After the Lean-Agile DC conference, Sanjiv Augustine and Bob Payne and I sat around discussing the future of agility. one of the topics we talked about was that agility was not a transformation, but a transforming journey. In thinking about this we discussed the fitness landscape concept from complex systems and how to get across the idea of a landscape rather than a peak destination.
Thinking back to my mountaineering days, I remembered one of my most memorable trips—the Ptarmigan Traverse (PT)—called by Outside magazine “The Country’s Most Beautiful Mountaineering Route.” The PT is the most vivid of my memories about the satisfaction of a journey. Hopefully your journey from agile to agility has a few beautiful traverses also.
For utterly spectacular pictures see the Outside magazine story Details about my PT follow.
I did the Ptarmigan (PT) in 1989 with four other climbers and a guide. It was a glorious trip. Other than the approach trail on the first day (and on the last) we didn’t see another person the whole week. The PT was about 35 miles long and gained 11,000 ft. in elevation, not counting the peaks climbed which added a couple of thousand more. We took 6 days to complete it.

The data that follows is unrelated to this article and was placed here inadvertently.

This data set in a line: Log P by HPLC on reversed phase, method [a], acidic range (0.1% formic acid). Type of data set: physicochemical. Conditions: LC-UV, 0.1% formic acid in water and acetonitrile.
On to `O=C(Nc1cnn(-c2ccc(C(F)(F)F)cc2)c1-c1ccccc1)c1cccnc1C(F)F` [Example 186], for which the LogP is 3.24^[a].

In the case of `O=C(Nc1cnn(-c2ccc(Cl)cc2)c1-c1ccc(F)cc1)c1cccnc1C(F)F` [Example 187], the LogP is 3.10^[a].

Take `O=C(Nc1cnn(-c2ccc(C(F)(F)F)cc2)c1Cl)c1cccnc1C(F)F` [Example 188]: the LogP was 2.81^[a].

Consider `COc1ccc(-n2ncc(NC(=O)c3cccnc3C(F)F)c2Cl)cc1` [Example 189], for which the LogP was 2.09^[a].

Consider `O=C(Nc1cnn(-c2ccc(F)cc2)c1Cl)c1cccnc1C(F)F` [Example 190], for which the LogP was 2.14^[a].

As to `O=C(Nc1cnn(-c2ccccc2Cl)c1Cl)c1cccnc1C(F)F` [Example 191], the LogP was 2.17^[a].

The first leg of the journey used the Cascade Pass trail, a 2.7 mile, 30 switchbacks, 1,800 ft. gain endeavor to get warmed up—with heavy backpacks including climbing gear, tents, food, etc. for the 6-day trip! The scenery from the top of Cascade Pass was magnificent, but we had a way to go up to Cache Col where we camped the first night.
From camp at Cache Col, we descended to Kool-Aid Lake where the mountains around us looked impassable—which is often the case in the rugged North Cascades. But on the PT, there’s always a way to sneak through. Here, the route follows the Red Ledge (very narrow), a broad angling ramp, around a spur, then on to Yang-Yang lakes where we camped the second night. The terrain around the lakes was drop dead gorgeous.
There was a steep glacier climb out of the lakes where a misstep would result in a serious slide. We did rope up for this part of the climb and learned a later trip had to take an alternate route because the snow filling in the crevasses on our trip had melted and there wasn’t a safe route through.
From here my memory fades. More up and down, climbed a few peaks, until reaching a small lake and tundra where we camped for the last night. It had been a shorter day, so we got a chance to relax. This was an area we learned was famous for Sasquatch sightings. It was a beautiful day and evening so most of us decided to forgo tents.
The hike out was a real slog, down a poor trail, often bushwhacking, through a bushy area where we met three anglers, the first other people we had seen since Cascade Pass.